Over ten years, Scottish Mortgage’s net asset value per share with debt at fair value (NAV) has increased by 528% versus a 208% increase in the FTSE All-World index (both in total return terms). Over five years, it has increased by 115% against 53%. Six months of data is always too short a period to infer much that is useful from stock prices. However, since the end of March, our NAV has decreased by 15% compared to a 7% decrease in the index.
Although our focus remains on long-term capital appreciation, we are aware that a small but consistent dividend is of value to many shareholders. The Board is therefore recommending an interim dividend of 1.60p per share, an increase of 5% over last year’s payment of 1.52p. We do not believe that this increase will have any bearing on our investment decisions or unduly constrain future capital appreciation.
Moderna, the mRNA therapeutics company, remains our largest holding. It continues to make progress in its infectious disease portfolio with the bivalent booster for Covid but one practical example. It was particularly encouraging to see pharmaceutical company Merck paying Moderna $250m to jointly develop and commercialise a personalised cancer vaccine to treat melanoma. Our contention has always been that Moderna’s technology would have applications well beyond Covid, and commercial partners are now committing serious capital to such developments.
Despite the economic headwinds, Tesla has been able to sell every car it can manufacture and continues to scale up its production capabilities rapidly. Its execution in a challenging operating environment has been impressive, as has its ability to control costs whilst growing sales. The Model Y SUV is the crucial volume driver over the next few years, with production ramping in Berlin and Texas. Scaling the battery cells supply chain remains the most significant constraint.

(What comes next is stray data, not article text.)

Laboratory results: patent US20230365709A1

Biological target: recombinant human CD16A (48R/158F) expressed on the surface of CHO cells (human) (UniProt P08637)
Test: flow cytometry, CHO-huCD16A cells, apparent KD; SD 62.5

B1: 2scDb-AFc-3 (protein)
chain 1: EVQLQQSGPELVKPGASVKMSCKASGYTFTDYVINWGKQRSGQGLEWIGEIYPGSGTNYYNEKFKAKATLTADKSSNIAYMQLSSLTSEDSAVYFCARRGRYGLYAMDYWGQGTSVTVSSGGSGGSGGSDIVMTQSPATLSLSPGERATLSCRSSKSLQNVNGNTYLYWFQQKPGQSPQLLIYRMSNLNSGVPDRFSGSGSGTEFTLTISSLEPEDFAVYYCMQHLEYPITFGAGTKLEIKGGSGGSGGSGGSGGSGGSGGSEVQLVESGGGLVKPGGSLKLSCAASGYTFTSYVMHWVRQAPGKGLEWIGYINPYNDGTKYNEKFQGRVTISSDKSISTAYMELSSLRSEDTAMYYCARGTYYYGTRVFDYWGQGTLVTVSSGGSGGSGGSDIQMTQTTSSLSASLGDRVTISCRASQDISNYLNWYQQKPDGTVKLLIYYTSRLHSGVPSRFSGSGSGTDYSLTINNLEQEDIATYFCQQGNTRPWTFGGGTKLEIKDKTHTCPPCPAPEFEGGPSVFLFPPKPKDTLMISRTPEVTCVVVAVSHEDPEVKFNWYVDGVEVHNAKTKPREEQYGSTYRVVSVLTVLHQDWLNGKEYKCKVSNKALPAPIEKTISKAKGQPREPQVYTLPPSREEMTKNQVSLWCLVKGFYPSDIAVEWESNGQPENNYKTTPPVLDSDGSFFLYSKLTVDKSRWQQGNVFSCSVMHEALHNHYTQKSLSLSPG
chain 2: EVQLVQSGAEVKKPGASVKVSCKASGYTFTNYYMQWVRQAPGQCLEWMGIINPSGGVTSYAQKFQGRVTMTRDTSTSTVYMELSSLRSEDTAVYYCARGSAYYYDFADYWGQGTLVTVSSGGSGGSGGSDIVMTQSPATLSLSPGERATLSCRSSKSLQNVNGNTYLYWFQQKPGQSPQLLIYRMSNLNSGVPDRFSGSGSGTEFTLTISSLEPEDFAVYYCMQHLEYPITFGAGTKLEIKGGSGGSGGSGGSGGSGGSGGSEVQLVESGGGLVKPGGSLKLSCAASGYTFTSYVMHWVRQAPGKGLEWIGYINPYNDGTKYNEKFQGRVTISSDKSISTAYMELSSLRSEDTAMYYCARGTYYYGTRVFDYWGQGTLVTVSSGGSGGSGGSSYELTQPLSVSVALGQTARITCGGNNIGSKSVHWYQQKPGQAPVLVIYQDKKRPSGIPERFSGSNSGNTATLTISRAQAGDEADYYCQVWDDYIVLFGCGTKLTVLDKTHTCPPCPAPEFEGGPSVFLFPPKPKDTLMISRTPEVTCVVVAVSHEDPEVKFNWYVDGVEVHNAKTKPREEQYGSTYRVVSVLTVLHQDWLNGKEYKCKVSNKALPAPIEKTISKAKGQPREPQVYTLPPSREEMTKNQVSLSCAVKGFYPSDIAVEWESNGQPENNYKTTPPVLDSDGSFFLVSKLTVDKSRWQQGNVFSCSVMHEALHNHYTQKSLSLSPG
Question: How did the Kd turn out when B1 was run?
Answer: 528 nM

We made a further investment into Northvolt during the period and it is now one of our largest positions. This private European battery producer is looking increasingly well-placed to supply the rapidly growing demand for electric vehicles. We also supported capital raisings from two nascent private companies with ambitious plans to reduce the world’s carbon footprint. Swiss company Climeworks is developing a technology for capturing carbon directly from the air, which is likely to be necessary given the finite capacity for re-forestation. Its challenge is to scale up its impact. Upside Foods is seeking to produce animal protein in bioreactors which will allow for meat production without the carbon emissions from rearing and slaughtering animals. It is working with regulators towards product launches.